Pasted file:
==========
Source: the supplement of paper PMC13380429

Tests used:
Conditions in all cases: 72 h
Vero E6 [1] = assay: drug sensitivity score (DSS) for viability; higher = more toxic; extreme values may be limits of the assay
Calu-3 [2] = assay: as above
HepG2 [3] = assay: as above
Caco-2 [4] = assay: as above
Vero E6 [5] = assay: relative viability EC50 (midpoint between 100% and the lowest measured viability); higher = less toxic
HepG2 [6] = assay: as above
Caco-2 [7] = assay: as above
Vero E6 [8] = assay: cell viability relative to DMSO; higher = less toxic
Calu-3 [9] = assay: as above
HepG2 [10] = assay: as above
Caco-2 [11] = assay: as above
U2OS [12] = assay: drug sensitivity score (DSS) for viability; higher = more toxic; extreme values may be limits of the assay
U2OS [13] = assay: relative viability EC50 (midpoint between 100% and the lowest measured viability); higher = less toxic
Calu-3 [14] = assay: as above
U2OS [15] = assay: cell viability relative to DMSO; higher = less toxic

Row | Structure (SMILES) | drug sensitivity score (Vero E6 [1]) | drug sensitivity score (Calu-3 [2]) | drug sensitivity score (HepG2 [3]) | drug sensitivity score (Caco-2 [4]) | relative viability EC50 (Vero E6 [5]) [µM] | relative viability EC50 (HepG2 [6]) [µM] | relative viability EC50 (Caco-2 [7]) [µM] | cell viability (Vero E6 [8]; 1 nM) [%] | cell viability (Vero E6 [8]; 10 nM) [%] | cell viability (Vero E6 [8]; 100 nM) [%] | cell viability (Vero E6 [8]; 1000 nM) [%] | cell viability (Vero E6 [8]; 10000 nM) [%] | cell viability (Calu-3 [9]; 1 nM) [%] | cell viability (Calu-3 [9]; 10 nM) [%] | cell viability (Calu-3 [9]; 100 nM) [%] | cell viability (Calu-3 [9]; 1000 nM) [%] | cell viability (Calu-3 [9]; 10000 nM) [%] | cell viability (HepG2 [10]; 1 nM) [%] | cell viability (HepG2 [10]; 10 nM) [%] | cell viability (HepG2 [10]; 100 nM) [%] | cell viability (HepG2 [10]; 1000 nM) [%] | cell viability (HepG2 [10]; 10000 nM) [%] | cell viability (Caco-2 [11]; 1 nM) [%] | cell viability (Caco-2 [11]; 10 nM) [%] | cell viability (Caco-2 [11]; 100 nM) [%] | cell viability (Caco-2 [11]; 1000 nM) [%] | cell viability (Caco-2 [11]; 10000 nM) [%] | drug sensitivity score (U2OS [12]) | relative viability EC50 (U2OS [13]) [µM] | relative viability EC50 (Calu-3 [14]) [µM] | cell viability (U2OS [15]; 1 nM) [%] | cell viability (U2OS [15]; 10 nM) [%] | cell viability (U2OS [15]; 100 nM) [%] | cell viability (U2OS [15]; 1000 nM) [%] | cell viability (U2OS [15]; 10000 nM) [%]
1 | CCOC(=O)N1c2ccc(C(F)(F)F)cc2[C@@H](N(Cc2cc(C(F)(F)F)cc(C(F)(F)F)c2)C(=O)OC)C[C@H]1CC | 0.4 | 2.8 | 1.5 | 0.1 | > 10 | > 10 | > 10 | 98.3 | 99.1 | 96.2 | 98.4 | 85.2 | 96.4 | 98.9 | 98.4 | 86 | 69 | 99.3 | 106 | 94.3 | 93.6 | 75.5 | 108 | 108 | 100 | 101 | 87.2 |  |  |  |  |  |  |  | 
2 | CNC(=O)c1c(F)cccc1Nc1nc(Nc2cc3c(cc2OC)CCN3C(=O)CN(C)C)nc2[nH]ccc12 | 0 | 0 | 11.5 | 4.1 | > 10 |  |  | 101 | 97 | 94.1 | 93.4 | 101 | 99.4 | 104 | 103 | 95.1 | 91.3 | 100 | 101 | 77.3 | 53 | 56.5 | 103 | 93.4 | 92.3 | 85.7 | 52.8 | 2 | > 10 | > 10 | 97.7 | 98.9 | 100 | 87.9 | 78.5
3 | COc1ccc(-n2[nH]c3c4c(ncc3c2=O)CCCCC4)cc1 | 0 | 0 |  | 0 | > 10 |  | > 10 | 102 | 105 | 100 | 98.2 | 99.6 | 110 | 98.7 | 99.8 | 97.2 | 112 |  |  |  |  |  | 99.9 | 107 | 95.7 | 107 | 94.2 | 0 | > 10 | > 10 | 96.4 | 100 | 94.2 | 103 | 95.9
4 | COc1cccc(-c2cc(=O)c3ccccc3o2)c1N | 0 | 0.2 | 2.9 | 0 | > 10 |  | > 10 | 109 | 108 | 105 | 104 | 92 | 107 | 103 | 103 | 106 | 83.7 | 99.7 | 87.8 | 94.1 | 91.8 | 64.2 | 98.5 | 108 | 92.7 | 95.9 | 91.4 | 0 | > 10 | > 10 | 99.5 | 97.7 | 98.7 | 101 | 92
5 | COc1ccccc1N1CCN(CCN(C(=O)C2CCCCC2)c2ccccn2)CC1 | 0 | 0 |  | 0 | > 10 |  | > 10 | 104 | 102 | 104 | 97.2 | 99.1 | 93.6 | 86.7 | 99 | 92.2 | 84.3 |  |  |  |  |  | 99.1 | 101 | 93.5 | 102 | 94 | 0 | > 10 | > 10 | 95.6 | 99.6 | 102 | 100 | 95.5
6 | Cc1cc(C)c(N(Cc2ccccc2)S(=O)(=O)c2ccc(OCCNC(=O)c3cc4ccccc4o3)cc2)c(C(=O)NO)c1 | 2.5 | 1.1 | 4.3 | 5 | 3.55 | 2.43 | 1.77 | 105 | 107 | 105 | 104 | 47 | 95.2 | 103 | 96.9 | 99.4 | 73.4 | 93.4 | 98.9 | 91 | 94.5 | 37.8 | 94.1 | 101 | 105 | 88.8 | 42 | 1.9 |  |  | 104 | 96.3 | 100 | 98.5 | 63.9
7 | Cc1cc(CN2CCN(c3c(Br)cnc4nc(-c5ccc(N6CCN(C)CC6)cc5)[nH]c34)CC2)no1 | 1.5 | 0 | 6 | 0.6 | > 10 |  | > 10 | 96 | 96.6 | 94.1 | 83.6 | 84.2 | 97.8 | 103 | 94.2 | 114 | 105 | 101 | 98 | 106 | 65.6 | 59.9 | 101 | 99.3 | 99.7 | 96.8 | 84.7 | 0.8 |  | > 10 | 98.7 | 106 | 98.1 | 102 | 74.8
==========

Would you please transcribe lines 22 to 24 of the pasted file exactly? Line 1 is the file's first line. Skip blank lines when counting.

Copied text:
3 | COc1ccc(-n2[nH]c3c4c(ncc3c2=O)CCCCC4)cc1 | 0 | 0 |  | 0 | > 10 |  | > 10 | 102 | 105 | 100 | 98.2 | 99.6 | 110 | 98.7 | 99.8 | 97.2 | 112 |  |  |  |  |  | 99.9 | 107 | 95.7 | 107 | 94.2 | 0 | > 10 | > 10 | 96.4 | 100 | 94.2 | 103 | 95.9
4 | COc1cccc(-c2cc(=O)c3ccccc3o2)c1N | 0 | 0.2 | 2.9 | 0 | > 10 |  | > 10 | 109 | 108 | 105 | 104 | 92 | 107 | 103 | 103 | 106 | 83.7 | 99.7 | 87.8 | 94.1 | 91.8 | 64.2 | 98.5 | 108 | 92.7 | 95.9 | 91.4 | 0 | > 10 | > 10 | 99.5 | 97.7 | 98.7 | 101 | 92
5 | COc1ccccc1N1CCN(CCN(C(=O)C2CCCCC2)c2ccccn2)CC1 | 0 | 0 |  | 0 | > 10 |  | > 10 | 104 | 102 | 104 | 97.2 | 99.1 | 93.6 | 86.7 | 99 | 92.2 | 84.3 |  |  |  |  |  | 99.1 | 101 | 93.5 | 102 | 94 | 0 | > 10 | > 10 | 95.6 | 99.6 | 102 | 100 | 95.5